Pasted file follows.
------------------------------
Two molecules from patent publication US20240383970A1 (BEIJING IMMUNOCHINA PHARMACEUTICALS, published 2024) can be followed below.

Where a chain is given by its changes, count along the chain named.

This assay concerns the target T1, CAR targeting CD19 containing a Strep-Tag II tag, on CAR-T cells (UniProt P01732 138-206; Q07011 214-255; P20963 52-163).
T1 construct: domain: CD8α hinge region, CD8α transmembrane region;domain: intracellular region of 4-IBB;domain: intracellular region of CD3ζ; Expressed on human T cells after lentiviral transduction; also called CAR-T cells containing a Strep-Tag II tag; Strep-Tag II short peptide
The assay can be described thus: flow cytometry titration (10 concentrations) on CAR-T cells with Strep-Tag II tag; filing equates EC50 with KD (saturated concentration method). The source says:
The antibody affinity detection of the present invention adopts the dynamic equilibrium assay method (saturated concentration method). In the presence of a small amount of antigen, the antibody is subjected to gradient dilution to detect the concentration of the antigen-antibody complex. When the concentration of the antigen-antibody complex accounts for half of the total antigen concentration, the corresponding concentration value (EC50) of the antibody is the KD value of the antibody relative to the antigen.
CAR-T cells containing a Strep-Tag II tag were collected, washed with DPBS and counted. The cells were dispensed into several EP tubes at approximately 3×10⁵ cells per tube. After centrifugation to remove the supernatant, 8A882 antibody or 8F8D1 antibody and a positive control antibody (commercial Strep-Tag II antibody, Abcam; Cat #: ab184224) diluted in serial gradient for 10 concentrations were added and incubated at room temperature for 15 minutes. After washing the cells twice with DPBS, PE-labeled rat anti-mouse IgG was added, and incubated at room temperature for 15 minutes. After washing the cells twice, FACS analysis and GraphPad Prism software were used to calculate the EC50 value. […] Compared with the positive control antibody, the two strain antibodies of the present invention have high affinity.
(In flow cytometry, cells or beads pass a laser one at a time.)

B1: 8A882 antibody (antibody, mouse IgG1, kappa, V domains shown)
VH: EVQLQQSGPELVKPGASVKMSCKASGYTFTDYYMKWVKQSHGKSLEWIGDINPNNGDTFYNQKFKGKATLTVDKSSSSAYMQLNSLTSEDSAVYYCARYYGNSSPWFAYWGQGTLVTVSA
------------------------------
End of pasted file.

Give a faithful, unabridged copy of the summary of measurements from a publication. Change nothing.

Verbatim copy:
Two molecules from patent publication US20240383970A1 (BEIJING IMMUNOCHINA PHARMACEUTICALS, published 2024) can be followed below.

Where a chain is given by its changes, count along the chain named.

This assay concerns the target T1, CAR targeting CD19 containing a Strep-Tag II tag, on CAR-T cells (UniProt P01732 138-206; Q07011 214-255; P20963 52-163).
T1 construct: domain: CD8α hinge region, CD8α transmembrane region;domain: intracellular region of 4-IBB;domain: intracellular region of CD3ζ; Expressed on human T cells after lentiviral transduction; also called CAR-T cells containing a Strep-Tag II tag; Strep-Tag II short peptide
The assay can be described thus: flow cytometry titration (10 concentrations) on CAR-T cells with Strep-Tag II tag; filing equates EC50 with KD (saturated concentration method). The source says:
The antibody affinity detection of the present invention adopts the dynamic equilibrium assay method (saturated concentration method). In the presence of a small amount of antigen, the antibody is subjected to gradient dilution to detect the concentration of the antigen-antibody complex. When the concentration of the antigen-antibody complex accounts for half of the total antigen concentration, the corresponding concentration value (EC50) of the antibody is the KD value of the antibody relative to the antigen.
CAR-T cells containing a Strep-Tag II tag were collected, washed with DPBS and counted. The cells were dispensed into several EP tubes at approximately 3×10⁵ cells per tube. After centrifugation to remove the supernatant, 8A882 antibody or 8F8D1 antibody and a positive control antibody (commercial Strep-Tag II antibody, Abcam; Cat #: ab184224) diluted in serial gradient for 10 concentrations were added and incubated at room temperature for 15 minutes. After washing the cells twice with DPBS, PE-labeled rat anti-mouse IgG was added, and incubated at room temperature for 15 minutes. After washing the cells twice, FACS analysis and GraphPad Prism software were used to calculate the EC50 value. […] Compared with the positive control antibody, the two strain antibodies of the present invention have high affinity.
(In flow cytometry, cells or beads pass a laser one at a time.)

B1: 8A882 antibody (antibody, mouse IgG1, kappa, V domains shown)
VH: EVQLQQSGPELVKPGASVKMSCKASGYTFTDYYMKWVKQSHGKSLEWIGDINPNNGDTFYNQKFKGKATLTVDKSSSSAYMQLNSLTSEDSAVYYCARYYGNSSPWFAYWGQGTLVTVSA